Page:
A federal panel will scrutinize how well the Air Force Institute of Technology and the Naval Postgraduate School meet the military’s need for advanced degrees, and at what cost to taxpayers.
The National Research Council of the National Academies recently interviewed Air Force leaders and others at Wright-Patterson as part of the nationwide, year-long study, set for completion by July.
The panel will study how well schools such as AFIT and the Naval Postgraduate School in Monterey, Calif., meet Defense Department needs in science, technology, engineering, mathematics, and management, and the costs and benefits of the Defense Department education institutions, among other priorities.
Boosters hope the answers will dissuade budget cuts at the schools.
“One of the challenges for the schools is that need has not been documented as well as it should,” said Michael Gessel, Dayton Development Coalition vice president for federal programs.
U.S. Rep. Mike Turner, R-Dayton, and chairman of the House Armed Services Subcommittee on Tactical Air and Land Forces, backed the study in defense legislation last year.
As part of the congressionally driven review, the panel will research how well public and private schools’ graduate programs meet Defense Department graduate-level education, said Terry Jaggers, a National Research Council study director.
Todd Harrison, a senior fellow at the Center for Strategic and Budgetary Assessments in Washington, said in an interview that post-graduate Defense Department schools are redundant in what they offer, which could be a case for consolidating AFIT and NPS.
“I think that’s a question that’s going to have to be answered,” he said. “Why couldn’t we combine them?”
AFIT Director and Chancellor Todd Stewart was optimistic about the school’s future, even in the midst of an upcoming second round of sequestration cuts set to hit in January or once Congress passes a final spending bill.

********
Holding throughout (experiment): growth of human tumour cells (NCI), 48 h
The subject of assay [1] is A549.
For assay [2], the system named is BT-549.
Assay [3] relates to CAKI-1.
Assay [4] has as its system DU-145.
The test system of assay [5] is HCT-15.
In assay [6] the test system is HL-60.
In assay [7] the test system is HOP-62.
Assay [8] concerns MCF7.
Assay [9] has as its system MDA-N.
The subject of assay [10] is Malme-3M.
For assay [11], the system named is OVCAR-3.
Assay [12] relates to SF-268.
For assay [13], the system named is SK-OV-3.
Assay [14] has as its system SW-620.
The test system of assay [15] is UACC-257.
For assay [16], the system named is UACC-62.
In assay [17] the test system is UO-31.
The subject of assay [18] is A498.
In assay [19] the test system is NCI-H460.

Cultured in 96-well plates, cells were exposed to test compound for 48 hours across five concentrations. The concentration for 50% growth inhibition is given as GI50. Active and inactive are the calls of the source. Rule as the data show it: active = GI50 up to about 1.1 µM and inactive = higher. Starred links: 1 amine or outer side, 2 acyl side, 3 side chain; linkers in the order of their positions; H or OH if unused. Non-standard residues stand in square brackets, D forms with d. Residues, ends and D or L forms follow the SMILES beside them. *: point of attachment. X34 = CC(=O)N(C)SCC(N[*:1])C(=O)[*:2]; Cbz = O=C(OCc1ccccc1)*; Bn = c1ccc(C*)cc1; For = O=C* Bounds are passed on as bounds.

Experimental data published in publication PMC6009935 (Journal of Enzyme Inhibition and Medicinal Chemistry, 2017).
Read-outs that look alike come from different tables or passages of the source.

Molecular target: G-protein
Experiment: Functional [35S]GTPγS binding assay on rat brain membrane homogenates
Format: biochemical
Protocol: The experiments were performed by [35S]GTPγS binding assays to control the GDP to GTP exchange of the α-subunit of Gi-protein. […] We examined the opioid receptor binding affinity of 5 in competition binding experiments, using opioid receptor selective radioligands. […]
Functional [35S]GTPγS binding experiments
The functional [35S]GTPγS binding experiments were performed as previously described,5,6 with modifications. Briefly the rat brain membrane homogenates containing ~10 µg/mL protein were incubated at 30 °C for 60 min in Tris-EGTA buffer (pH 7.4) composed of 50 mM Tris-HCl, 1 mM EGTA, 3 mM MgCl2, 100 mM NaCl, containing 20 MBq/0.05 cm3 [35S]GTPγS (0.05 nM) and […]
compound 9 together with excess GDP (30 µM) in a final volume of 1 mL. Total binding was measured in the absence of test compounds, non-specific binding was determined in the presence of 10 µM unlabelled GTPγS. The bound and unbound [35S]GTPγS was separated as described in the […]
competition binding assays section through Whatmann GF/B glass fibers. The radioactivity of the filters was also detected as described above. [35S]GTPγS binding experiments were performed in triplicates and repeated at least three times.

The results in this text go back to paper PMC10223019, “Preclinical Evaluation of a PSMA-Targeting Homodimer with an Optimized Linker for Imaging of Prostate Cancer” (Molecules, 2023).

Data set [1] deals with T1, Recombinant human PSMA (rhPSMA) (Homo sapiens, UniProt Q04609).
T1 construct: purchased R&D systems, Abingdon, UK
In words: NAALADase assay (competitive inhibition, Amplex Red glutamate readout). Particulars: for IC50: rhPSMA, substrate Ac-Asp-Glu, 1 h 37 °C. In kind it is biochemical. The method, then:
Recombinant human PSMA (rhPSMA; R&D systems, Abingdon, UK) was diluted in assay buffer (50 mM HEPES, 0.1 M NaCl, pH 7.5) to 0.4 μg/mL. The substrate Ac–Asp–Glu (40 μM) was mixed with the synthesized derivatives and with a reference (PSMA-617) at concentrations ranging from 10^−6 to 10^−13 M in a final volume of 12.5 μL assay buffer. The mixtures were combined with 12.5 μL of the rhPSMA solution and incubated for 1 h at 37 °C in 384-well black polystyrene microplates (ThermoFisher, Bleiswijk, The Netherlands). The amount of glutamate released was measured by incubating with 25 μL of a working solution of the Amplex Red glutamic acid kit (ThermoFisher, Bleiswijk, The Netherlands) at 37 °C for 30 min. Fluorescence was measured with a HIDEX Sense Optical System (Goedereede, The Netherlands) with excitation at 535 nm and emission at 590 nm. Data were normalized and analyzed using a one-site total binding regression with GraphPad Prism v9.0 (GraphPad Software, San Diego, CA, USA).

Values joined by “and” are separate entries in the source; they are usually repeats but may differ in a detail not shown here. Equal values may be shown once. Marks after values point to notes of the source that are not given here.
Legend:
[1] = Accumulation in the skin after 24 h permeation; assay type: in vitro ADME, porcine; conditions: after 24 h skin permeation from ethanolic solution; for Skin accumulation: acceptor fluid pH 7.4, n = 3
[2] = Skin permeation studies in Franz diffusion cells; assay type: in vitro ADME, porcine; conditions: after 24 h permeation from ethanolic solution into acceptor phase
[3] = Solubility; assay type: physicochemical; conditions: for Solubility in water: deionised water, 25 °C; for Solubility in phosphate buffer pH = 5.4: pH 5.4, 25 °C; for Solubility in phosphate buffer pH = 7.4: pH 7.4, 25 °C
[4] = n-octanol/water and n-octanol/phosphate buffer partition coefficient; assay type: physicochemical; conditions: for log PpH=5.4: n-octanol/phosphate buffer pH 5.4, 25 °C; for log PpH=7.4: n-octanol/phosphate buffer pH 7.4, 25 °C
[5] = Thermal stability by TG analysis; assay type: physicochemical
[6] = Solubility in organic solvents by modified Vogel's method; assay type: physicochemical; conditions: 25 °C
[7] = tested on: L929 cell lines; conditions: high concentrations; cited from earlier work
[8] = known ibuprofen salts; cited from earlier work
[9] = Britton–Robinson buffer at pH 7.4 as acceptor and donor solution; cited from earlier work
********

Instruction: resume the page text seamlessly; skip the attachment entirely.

“What we did here at AFIT at Wright-Patterson is not readily available in civilian institutions,” Stewart said Monday. “We’re hopeful that we have in our discussions with these folks last week we’re able to improve their understanding of AFIT in general and the value it brings to the Department of Defense.”
AFIT has 480 military and civilian faculty and staff and around 800 students in-residence on the Wright-Patterson campus. The Air Force has another 2,500 graduate students at close to 400 civilian institutions.
Stewart said AFIT students pursue defense-related studies and classified research they often couldn’t pursue at a civilian university, such as a nuclear engineering degree specializing in nuclear weapons and the effects of a nuclear blast.
Harrison said while classified research may not be allowed on many civilian campuses, in the case of his alma mater, the Massachusetts Institute of Technology, researchers could engage in classified research in labs near the campus.
At Wright-Patterson, post-graduate students are involved in cross-educational programs or research and activities at the Air Force Research Laboratory, the Air Force Life Cycle Management Center, and the National Air and Space Intelligence Center, Stewart said.
“That would not be accessible to students at MIT, Stanford, or Michigan or wherever,” the retired Air Force two-star general said.
A study might recommend more students attend AFIT, he said, which is open to both military and civilian attendees. The school’s operating budget in past years has run in the range of around $185 million a year, Stewart said.
Like the rest of the military, AFIT could face additional spending cuts in January when a temporary spending bill runs out and automatic spending cuts of more than $50 billion hit the military.
Stewart said sequestration was manageable last year, but “if this were to be the new normal the next few years, then you’ve got a problem.”
“I’m obviously concerned about our ability to continue to deliver the value that we are,” he said. “Our challenge here along with the rest of the Department of Defense is to continue to do things cost effective and on target in the face of budget uncertainty. I think the value we have delivered to the Air Force over the years speaks for itself, so in that regard I am very optimistic.”
The partial federal government shutdown led AFIT to temporarily suspend classes for a few days this month until civilian instructors and staff members were back in the classroom and the office.